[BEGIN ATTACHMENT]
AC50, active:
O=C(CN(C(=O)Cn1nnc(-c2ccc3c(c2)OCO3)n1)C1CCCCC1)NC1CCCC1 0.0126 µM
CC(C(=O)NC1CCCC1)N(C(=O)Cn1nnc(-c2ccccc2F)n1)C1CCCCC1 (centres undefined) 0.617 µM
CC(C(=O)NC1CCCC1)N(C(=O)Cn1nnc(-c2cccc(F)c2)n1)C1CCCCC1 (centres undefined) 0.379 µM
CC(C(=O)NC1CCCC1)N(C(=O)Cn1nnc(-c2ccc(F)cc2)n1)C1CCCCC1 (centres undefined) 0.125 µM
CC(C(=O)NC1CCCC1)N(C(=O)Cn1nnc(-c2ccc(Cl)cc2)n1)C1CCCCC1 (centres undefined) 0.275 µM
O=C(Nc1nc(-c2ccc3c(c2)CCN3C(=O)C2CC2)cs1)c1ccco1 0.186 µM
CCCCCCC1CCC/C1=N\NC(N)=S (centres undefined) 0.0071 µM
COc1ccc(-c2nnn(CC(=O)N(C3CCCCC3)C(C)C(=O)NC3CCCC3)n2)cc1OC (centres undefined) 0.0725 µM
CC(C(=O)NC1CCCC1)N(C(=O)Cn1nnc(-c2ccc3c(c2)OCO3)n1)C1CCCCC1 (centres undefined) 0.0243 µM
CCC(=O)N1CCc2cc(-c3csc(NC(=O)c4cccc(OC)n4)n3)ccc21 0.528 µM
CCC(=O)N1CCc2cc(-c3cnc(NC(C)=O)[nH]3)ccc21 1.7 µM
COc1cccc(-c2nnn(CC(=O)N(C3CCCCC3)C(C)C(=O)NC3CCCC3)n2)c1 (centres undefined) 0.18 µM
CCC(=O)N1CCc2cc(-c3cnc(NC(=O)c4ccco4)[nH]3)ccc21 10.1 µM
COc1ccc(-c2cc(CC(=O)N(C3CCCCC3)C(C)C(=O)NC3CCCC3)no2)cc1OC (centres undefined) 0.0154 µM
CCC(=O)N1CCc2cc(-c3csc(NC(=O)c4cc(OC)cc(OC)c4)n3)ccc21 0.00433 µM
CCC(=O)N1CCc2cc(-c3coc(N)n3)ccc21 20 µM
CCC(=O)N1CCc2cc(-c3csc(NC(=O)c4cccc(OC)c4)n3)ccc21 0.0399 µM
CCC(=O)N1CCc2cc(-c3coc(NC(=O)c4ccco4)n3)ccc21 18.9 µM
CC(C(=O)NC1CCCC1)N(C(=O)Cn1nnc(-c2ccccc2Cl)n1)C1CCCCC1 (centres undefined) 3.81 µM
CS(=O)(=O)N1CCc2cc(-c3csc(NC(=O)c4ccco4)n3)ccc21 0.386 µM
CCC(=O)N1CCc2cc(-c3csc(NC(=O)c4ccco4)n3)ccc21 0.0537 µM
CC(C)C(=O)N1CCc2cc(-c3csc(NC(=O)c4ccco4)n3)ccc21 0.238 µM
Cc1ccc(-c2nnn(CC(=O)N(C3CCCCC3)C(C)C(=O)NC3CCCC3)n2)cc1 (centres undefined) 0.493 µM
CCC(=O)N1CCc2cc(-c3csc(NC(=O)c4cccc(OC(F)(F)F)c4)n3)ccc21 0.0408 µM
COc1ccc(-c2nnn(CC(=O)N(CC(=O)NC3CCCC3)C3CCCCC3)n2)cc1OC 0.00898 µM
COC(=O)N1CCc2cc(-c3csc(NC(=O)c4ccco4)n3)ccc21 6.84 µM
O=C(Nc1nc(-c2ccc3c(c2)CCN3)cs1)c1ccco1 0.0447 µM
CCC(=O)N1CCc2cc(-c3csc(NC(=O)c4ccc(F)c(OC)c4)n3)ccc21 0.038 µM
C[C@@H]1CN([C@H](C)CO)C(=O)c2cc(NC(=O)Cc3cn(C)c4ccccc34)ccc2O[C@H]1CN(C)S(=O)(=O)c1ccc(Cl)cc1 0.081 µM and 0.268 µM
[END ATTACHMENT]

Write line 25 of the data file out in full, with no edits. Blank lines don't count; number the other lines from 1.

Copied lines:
CCC(=O)N1CCc2cc(-c3csc(NC(=O)c4cccc(OC(F)(F)F)c4)n3)ccc21 0.0408 µM